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as the first ordinances allowed cattle to roam around the village from May 1 until Sept. 5 between 5 p.m. and 8:30 p.m. Horses, sheep and swine, however, were supposed to be restrained.

Disturbances carried a very hefty fine in Loyal’s early days. Riots, noise and other disturbances could carry a penalty of $50. Vagrants, street beggars and drunkards were not wanted either, facing a fine of $25 if they were caught. Those fines were not cheap, as a person making $25 per month in 1911 was considered pretty wealthy.

Entertainment in the beginning was mostly made up by individuals looking for ways to relax and forget about their troubles. Overnight visits to friends for parties were considered normal back in Loyal’s early days and a local theatrical group called the Loyal Amateurs performed during the late 1890s as a form of entertainment. Later on, an Opera House located on the corner of Main and Spring Streets was built to house events like basketball games in town.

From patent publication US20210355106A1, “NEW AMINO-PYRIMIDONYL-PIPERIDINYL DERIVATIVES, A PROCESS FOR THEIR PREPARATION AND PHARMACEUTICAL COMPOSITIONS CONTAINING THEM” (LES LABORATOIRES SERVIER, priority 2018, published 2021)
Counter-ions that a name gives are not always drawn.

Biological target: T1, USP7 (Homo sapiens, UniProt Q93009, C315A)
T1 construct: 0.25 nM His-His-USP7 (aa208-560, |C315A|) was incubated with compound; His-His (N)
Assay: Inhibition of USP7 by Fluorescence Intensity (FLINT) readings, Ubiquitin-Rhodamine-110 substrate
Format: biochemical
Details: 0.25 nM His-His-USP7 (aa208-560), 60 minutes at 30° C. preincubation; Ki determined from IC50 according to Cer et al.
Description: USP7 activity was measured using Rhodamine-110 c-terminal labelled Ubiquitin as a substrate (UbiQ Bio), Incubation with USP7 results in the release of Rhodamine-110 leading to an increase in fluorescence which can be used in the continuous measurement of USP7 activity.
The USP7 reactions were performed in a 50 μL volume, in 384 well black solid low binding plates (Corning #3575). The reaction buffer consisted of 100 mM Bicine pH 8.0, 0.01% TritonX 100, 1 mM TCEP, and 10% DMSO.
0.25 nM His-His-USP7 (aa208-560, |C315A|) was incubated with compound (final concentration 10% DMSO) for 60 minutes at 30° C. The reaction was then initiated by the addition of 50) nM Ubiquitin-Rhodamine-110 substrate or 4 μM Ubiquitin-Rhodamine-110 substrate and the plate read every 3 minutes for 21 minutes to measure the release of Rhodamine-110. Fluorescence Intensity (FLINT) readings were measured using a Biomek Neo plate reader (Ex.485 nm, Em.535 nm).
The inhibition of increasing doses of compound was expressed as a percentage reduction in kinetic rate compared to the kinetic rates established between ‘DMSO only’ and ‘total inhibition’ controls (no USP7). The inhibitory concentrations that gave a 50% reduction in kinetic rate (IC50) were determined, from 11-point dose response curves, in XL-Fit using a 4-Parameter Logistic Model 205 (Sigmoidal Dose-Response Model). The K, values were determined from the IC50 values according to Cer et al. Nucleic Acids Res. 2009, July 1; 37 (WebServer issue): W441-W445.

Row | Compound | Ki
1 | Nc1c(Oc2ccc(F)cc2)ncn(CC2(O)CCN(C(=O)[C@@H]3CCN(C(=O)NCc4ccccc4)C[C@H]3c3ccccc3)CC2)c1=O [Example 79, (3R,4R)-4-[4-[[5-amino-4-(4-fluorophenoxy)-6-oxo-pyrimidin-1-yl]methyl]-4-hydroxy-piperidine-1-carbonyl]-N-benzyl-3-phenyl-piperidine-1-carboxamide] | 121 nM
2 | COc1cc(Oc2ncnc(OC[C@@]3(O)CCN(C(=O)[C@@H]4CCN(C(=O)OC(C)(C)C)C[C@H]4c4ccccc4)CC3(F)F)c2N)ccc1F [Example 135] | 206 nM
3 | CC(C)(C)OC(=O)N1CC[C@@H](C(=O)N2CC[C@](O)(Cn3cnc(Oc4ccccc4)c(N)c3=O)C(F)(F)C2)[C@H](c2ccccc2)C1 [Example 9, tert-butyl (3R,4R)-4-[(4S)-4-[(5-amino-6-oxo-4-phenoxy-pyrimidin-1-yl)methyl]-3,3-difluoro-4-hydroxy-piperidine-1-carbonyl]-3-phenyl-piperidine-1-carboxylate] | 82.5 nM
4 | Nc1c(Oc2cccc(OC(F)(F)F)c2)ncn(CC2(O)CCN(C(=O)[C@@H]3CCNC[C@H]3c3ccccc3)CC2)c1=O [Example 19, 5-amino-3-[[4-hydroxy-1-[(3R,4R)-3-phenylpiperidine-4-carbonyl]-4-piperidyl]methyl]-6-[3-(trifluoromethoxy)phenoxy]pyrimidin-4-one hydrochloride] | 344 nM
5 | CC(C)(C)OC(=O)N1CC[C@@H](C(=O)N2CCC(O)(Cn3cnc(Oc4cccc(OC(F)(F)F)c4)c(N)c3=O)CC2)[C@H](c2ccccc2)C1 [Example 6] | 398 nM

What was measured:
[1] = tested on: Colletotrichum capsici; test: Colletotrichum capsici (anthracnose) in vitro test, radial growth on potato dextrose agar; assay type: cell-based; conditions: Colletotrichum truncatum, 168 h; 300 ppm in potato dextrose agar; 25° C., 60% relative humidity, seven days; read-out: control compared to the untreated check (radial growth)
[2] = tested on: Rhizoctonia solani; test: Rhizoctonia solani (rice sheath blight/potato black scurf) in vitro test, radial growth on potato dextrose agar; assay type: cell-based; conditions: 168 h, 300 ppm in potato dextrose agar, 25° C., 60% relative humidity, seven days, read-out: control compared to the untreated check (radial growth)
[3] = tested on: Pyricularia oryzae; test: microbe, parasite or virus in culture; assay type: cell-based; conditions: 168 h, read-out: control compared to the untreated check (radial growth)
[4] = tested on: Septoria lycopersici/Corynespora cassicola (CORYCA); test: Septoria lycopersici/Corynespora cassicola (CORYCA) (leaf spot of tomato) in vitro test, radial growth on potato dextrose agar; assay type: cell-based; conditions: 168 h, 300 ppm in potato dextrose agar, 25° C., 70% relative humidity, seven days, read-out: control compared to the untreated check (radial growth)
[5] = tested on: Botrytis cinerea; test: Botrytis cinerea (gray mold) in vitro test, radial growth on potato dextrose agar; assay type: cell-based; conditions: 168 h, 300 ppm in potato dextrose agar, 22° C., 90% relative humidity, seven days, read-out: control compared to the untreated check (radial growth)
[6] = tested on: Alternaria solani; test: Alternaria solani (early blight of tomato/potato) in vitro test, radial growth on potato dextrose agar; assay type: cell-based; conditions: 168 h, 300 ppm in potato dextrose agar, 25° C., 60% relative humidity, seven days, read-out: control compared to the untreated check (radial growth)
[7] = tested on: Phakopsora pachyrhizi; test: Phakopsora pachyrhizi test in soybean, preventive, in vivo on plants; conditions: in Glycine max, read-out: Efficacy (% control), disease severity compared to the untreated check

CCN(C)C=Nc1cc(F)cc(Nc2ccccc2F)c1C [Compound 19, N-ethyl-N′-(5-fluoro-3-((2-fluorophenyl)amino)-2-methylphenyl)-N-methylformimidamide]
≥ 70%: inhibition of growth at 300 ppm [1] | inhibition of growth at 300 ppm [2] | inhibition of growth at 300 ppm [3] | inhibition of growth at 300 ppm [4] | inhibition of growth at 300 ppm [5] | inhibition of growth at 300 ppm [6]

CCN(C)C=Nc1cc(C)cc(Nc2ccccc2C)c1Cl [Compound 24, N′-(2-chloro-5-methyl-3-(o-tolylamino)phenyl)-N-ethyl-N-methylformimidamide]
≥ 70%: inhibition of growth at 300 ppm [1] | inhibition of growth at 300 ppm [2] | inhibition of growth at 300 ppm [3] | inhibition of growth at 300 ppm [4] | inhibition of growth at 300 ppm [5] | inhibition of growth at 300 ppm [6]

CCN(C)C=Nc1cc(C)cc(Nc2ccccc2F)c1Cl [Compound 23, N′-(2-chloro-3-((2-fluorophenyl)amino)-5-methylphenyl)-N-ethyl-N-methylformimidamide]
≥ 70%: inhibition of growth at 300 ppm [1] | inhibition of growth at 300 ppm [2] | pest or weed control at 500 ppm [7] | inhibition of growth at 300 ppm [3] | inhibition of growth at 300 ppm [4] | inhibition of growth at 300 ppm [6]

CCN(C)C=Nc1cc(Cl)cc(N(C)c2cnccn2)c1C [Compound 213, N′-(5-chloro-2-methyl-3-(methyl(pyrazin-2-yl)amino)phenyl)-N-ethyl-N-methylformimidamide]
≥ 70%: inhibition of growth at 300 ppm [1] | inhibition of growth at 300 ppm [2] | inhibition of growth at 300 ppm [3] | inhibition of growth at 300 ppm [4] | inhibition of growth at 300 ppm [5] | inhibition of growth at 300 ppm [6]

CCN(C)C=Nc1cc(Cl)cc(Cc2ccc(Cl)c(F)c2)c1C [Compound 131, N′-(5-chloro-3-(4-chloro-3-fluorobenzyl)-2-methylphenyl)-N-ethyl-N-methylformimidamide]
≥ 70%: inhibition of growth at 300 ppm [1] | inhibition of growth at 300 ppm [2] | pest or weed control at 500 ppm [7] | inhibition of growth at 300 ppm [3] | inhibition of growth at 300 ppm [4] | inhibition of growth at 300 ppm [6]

The Opera House building burned down in February of 1905, but the people continued to find ways to entertain themselves. Baseball games in the summer, swimming trips down to Bear Creek, fishing from a bridge that used to be located on Main Street, bowling, and skiing in a local gravel pit were just a few of the activities both adults and kids could be found doing around town throughout the year. The residents of Loyal also built a bandshell that was used until the 1940s when it was taken down.